Most cases of monkeypox in Madrid are associated with a sauna

Most cases of monkeypox in Madrid are associated with a sauna

Most cases of monkeypox in Madrid are associated with a sauna.

Investigations of the confirmed cases of monkeypox in the Community of Madrid have linked them to one particular sauna.

Madrid has now detected 21 cases of monkeypox that have been confirmed by laboratory PCR testing, and a further 19 suspected cases are awaiting confirmation.

All those affected are recovering well at home and none have required hospitalisation, said the Health Minister, Enrique Ruiz Escudero.

The tracing work carried out by the Directorate-General of Public Health of the Community of Madrid that has confirmed the cases of monkeypox has focused mainly on one particular sauna.

The Directorate-General of Public Health will carry out a detailed analysis of what the situation is and how it has occurred. This will give them the fundamental information they need to control contagion and cut chains of transmission, said Ruiz Escudero.

The symptoms of monkeypox are fever, chills and inguinal lymphadenopathy, but the most tell-tale sign of the virus is the skin lesions on the face and hands.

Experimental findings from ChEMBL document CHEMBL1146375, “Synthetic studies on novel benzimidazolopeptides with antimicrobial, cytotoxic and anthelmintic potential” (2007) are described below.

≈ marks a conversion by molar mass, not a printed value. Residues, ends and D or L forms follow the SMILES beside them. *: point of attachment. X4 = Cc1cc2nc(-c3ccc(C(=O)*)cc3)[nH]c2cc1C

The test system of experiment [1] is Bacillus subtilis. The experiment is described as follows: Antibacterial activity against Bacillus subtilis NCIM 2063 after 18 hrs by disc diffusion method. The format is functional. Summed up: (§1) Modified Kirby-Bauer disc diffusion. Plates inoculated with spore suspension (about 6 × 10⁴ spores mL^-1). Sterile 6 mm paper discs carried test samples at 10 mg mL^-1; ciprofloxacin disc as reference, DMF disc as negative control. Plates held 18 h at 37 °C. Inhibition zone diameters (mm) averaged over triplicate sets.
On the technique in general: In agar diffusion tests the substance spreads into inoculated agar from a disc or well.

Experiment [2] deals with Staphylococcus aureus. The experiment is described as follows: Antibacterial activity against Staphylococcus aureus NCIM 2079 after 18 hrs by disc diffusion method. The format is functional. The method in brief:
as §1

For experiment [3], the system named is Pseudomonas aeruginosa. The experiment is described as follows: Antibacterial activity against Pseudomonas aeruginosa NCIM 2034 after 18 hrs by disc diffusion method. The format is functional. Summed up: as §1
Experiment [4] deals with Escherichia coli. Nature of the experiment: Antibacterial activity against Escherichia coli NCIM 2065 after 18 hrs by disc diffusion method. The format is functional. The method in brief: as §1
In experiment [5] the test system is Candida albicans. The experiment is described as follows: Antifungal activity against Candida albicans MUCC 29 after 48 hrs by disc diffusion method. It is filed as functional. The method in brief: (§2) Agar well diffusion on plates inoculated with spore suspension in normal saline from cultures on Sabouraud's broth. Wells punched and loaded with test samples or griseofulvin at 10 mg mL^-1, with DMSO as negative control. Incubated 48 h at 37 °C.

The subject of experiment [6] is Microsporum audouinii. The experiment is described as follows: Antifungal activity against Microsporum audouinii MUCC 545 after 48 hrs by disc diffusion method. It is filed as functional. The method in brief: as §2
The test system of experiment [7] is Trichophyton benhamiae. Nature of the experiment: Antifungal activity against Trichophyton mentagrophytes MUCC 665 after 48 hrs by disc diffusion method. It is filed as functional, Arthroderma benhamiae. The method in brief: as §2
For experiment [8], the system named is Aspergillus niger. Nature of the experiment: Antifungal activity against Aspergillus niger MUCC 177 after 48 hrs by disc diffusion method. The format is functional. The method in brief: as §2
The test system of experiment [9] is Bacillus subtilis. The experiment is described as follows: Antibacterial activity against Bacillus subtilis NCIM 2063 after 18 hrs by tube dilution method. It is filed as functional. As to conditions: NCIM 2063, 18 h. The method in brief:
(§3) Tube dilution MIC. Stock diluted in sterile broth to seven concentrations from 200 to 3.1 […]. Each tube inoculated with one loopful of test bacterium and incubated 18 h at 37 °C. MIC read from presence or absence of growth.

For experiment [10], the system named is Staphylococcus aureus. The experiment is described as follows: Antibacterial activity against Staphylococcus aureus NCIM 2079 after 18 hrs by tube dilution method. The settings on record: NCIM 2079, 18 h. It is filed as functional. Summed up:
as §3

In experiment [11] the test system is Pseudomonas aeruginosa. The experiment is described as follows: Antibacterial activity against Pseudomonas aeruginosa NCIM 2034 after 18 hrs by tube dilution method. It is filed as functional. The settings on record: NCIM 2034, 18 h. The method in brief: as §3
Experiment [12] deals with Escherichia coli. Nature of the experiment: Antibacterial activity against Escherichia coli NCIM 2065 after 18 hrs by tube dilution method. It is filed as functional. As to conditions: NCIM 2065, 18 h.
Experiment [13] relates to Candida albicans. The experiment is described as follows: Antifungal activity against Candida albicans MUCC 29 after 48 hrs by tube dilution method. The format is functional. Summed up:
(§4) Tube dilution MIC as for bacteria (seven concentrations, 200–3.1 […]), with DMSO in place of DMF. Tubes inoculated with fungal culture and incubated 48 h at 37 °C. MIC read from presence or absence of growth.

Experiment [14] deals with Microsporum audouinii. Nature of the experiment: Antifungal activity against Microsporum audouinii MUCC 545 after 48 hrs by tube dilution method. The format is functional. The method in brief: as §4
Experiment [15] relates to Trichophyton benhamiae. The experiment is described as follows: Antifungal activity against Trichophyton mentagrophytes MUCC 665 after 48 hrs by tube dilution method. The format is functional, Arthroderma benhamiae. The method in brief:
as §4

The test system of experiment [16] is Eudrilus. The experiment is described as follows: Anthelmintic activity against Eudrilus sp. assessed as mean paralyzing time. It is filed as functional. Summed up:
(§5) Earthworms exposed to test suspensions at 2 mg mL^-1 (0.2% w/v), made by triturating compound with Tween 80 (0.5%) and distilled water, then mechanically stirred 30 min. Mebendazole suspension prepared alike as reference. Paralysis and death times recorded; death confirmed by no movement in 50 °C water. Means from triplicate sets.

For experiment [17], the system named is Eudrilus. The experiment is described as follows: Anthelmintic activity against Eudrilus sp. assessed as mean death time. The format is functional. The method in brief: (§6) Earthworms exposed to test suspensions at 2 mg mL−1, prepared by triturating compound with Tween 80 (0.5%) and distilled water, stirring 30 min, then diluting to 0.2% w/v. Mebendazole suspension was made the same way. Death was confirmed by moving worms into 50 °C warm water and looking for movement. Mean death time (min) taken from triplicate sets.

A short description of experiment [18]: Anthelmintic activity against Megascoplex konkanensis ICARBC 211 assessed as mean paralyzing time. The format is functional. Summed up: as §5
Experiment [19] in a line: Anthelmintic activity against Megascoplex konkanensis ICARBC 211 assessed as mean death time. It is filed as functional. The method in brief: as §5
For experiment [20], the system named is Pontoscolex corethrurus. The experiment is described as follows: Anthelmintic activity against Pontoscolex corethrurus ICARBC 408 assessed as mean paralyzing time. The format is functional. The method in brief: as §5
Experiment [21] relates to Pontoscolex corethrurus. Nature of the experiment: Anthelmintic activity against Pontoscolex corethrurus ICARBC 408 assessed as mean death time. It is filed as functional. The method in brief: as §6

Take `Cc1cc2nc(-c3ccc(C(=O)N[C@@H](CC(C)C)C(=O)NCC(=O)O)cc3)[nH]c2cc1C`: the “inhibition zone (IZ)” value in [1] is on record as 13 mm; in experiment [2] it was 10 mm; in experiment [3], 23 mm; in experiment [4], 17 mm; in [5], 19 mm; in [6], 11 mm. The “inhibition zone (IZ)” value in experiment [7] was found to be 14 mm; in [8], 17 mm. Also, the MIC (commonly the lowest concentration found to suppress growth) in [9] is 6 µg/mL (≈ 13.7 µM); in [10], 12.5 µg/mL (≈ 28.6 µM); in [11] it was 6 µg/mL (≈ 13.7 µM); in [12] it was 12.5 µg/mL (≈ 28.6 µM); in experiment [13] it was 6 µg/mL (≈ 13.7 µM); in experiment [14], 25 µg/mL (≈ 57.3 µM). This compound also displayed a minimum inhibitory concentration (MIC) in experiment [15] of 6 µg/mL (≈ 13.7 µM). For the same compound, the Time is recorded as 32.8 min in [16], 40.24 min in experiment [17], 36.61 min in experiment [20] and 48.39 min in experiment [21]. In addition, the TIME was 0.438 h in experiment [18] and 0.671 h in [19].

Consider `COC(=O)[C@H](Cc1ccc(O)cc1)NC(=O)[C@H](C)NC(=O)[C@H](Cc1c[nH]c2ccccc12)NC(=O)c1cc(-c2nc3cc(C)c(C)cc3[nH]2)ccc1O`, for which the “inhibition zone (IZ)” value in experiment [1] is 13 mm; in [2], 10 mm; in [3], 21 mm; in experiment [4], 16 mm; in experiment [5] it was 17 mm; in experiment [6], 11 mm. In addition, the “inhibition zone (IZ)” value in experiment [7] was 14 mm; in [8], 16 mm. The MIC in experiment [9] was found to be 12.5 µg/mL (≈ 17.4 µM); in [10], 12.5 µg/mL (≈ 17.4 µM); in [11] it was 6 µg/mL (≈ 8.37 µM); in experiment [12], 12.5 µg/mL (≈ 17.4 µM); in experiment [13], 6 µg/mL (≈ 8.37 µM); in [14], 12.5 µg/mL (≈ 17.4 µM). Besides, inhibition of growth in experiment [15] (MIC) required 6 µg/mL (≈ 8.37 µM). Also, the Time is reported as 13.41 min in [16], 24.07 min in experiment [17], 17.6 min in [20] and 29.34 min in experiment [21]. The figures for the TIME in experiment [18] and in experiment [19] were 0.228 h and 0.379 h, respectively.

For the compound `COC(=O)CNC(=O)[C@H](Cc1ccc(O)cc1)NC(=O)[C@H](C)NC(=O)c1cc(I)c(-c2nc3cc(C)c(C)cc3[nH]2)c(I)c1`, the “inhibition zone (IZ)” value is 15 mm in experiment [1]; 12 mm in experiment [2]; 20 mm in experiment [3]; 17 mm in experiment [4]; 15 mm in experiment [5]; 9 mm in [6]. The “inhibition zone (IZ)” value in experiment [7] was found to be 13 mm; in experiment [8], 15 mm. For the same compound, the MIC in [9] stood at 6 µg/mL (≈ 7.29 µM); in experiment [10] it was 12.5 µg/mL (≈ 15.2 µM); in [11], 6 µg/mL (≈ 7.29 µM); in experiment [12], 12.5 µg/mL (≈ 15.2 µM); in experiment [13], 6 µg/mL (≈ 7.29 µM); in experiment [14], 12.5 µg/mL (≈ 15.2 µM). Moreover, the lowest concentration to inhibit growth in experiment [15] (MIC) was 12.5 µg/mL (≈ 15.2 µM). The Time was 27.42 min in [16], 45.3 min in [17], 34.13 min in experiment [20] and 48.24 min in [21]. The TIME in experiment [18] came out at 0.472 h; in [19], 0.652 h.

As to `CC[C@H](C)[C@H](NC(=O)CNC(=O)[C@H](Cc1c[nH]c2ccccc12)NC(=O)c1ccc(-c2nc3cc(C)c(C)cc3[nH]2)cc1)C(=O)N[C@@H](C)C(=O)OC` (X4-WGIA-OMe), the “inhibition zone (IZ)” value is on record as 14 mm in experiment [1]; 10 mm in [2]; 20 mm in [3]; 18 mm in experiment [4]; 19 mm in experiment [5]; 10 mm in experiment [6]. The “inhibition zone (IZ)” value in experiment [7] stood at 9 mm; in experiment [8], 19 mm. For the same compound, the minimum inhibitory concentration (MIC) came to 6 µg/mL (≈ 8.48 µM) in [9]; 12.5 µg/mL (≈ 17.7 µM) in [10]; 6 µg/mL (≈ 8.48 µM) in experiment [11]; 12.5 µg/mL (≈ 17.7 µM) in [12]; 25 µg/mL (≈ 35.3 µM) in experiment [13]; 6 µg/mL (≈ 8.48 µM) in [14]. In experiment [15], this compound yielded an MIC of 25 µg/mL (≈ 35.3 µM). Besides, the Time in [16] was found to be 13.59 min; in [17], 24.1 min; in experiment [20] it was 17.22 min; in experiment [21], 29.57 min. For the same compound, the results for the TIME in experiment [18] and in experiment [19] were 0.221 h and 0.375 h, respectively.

The Ministry of Health has developed a protocol for the early detection of cases of monkeypox and is currently assessing the most effective options for treatment.

The Spanish Agency for Medicines and Medical Devices (Aemps) is analysing the different antiviral and vaccine options available in terms of their feasibility and efficacy against this unusual disease, which is endemic to Central and West Africa.

The main objective would be to administer the vaccine to eliminate or reduce the symptoms of the disease that may appear once the incubation period is over.

The vaccine, Imnavex, was authorised by the European Medicines Agency (EMA) against human smallpox in 2013 and in 2019 by the FDA in the US, where it is marketed under the name Jynneos. It is not available for sale in Spain, so it must be purchased through the AEMPS.

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Written by

Tamsin Brown

Originally from London, Tamsin is based in Malaga and is a local reporter for the Euro Weekly News covering Spanish and international news. Got a news story you want to share? Then get in touch at


    • CCW60

      22 May 2022 • 17:20

      This is starting to sound more and more like the Woo Flu’s bollocks wet market bat story that turned out to be false when it was proven it came from a bio weapons lab in China. If the truth ever comes out about the beginnings of this, it’s origins will probably be more along the lines of the AID’s virus which was also lab created. Why aren’t people responsible for funding and creating these things being charged with crimes against humanity?

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